Prognostic Biomarker after Therapy for HCC

April 9, 2021
Rachel Lutz

“[sCD163] showed a significant decline in eradicated cases of HCC after treatment,” the study authors wrote.

For hepatocellular carcinoma (HCC) patients, sCD163 may not be a reliable diagnostic marker but it can predict tumor response to locoregional therapies, according to a paper published in Egyptian Liver Journal.

Investigators from Cairo conducted a study of 40 adult patients in order to determine the role of sCD163 in patients with HCC in addition to hepatitis C-related liver cirrhosis. HCC typically stems from chronically inflamed liver tissues, and the majority of patients having hepatitis B, hepatitis C, cirrhosis, high alcohol consumption, obesity, genetic disorders, or contaminated foods.

Hemoglobin-haptoglobin scavenger receptor CD163 and its soluble form, sCD163, the study authors explained, is a promising biomarker of macrophage activation because it is shed from the cell surface into circulation. Eventually, macrophages could be a therapeutic target for HCC, as well.

The patients, all who had hepatitis C-related liver cirrhosis and HCC (called the HCC group), were randomly selected and then subjected to locoregional therapies, either transarterial chemoembolization (TACE) or radiofrequency ablation (RFA). An additional 20 patients with liver cirrhosis only were included in the analysis to serve as controls (LC group). All of the patients were also subject to routine lab tests and abdominal ultrasound.

The HCC patients had a mean age of 57 years, with 28 being male (70%). In the LC group, had a mean age of 54 years and 12 were male (60%).

The investigators measured alpha-fetoprotein (AFP) and sCD163 at baseline and after 1-month post-intervention. They learned that at baseline, sCD163 had a higher value in the HCC group though noted that it was insignificant. The median AFP value was much higher in the HCC group compared to the LC group.

After discovery of portal vein invasion in 4 HCC patients, they were excluded from logoregional therapy, but no patients in the LC group had PVT, the study authors said. sCD163 was significantly higher in cases with PVT, the study authors added, but AFP showed no difference in terms of PVT. This is aligned with previous studies, the investigators noted, but they also said they discovered a study that contradicted their association between sCD163 and vascular invasion.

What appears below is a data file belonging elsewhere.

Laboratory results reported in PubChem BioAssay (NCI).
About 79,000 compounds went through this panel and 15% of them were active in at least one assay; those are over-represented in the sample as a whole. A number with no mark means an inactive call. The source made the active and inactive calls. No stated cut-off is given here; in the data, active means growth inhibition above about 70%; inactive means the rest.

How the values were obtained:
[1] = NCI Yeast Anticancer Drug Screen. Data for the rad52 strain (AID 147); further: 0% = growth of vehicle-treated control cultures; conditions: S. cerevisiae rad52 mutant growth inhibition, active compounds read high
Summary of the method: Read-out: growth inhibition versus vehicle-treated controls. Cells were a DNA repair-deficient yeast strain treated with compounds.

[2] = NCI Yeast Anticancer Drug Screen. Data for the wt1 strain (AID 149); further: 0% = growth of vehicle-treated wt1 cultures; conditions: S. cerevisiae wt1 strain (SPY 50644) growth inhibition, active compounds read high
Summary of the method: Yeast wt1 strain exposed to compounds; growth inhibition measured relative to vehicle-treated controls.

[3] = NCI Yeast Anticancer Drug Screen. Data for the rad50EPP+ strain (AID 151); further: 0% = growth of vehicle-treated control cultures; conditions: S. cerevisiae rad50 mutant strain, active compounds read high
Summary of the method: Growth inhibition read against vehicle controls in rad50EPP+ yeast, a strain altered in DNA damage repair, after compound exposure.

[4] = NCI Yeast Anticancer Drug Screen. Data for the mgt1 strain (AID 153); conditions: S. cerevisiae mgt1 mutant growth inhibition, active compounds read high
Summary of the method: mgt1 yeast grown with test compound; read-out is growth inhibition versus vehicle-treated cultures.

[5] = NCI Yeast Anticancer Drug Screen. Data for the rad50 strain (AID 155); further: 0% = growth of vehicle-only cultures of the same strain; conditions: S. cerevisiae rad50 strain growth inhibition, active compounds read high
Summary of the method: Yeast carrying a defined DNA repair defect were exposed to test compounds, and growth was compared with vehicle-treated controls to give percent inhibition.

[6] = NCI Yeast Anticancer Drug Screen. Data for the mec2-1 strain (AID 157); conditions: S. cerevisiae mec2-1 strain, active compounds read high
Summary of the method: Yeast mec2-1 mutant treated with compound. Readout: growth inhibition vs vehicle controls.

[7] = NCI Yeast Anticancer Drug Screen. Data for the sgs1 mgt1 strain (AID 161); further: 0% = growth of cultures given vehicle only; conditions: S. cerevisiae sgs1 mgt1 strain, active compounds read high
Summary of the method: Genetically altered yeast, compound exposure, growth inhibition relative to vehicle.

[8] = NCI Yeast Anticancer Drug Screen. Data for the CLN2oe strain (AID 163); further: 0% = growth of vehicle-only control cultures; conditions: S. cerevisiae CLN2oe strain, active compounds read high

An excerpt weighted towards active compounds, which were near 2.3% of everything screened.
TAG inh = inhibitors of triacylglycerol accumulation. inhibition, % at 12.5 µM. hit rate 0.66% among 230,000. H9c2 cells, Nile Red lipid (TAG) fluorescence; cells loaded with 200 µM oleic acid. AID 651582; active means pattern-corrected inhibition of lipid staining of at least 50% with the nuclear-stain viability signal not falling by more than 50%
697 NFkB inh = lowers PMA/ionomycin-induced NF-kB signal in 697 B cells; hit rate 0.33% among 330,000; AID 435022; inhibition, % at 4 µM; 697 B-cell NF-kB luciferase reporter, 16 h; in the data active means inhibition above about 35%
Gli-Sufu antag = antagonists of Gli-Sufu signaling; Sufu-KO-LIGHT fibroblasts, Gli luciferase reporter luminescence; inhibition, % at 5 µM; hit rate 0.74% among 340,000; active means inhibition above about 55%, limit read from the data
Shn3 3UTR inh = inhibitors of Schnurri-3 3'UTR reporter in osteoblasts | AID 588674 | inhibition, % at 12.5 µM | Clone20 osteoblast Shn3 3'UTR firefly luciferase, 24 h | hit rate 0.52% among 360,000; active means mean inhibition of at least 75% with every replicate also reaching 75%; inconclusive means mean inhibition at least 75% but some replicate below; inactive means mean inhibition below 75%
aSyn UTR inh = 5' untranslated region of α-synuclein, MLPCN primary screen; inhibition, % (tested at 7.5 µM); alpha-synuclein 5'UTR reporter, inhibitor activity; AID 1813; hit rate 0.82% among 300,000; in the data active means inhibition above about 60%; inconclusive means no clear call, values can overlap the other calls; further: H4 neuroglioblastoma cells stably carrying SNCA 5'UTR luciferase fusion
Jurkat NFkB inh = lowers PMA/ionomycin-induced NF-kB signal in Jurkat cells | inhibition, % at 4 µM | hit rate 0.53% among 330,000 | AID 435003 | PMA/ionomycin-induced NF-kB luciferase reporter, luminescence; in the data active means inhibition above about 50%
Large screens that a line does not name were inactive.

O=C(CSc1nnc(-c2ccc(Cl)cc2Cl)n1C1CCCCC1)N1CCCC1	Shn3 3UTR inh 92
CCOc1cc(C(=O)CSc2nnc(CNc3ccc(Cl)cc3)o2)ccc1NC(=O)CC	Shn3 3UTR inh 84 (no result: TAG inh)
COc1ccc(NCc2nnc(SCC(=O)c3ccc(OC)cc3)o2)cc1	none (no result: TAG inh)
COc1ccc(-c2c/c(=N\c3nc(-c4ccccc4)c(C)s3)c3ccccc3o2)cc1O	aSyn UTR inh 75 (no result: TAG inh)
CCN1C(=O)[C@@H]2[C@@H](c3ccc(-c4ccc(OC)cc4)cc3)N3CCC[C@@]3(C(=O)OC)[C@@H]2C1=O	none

Both sCD163 and AFP were statistically significant markers for estimating diagnostic efficacy, the study authors learned after analysis.

The investigators also compared sCD163 and AFP in both recurrent and eradicated HCC cases before and after intervention, they said. sCD163 showed a significant decrease in the eradicated cases and a significant increase in the recurrent cases. There was also a significant difference in pre-intervention mean sCD163 values between recurrent and eradicated HCC cases, the investigators added.

The study authors called age of patients, Child-Pugh score, s. albumin, and number and size of HCC focal lesions the most relevant demographic, clinical and biochemical data found in recurrent and eradicated HCC cases.

“It is concluded from this study that sCD163 has no reliable role as a diagnostic marker for HCC, yet it has a good prognostic role in predicting the tumor response to locoregional therapies as it showed a significant decline in eradicated cases of HCC after treatment,” the study authors concluded.


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